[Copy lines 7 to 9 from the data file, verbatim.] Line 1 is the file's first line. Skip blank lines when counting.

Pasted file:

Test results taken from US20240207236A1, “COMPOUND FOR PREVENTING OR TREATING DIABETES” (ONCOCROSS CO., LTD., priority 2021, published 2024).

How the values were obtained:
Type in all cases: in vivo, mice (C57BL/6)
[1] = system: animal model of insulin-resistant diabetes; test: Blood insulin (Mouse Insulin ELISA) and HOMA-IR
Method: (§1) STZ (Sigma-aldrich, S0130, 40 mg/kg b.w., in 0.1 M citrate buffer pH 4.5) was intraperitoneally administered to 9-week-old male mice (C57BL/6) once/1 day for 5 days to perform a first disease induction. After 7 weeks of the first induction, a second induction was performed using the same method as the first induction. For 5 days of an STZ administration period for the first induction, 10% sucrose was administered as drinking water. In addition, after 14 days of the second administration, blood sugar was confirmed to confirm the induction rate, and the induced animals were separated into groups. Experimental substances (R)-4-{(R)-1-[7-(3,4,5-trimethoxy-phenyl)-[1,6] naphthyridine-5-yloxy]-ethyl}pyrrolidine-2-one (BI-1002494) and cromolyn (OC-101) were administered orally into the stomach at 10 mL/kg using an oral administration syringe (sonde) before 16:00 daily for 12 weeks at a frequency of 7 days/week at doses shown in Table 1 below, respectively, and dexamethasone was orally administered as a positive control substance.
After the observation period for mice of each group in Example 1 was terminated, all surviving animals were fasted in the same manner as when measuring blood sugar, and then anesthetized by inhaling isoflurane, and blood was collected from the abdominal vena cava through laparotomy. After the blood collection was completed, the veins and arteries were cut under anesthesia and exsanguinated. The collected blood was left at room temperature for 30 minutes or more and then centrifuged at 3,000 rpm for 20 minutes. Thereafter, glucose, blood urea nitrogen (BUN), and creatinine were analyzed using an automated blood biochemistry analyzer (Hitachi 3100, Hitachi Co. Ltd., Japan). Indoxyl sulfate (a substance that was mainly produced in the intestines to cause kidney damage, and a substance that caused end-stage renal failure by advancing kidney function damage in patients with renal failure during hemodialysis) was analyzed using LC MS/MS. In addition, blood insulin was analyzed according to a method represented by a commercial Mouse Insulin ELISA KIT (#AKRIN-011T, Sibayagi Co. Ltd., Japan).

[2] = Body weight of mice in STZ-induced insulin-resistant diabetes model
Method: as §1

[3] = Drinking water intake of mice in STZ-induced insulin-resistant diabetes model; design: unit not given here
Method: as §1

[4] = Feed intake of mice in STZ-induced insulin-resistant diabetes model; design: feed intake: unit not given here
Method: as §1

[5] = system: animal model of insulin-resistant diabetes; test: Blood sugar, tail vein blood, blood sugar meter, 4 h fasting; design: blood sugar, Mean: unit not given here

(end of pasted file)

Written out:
[2] = Body weight of mice in STZ-induced insulin-resistant diabetes model
Method: as §1

[3] = Drinking water intake of mice in STZ-induced insulin-resistant diabetes model; design: unit not given here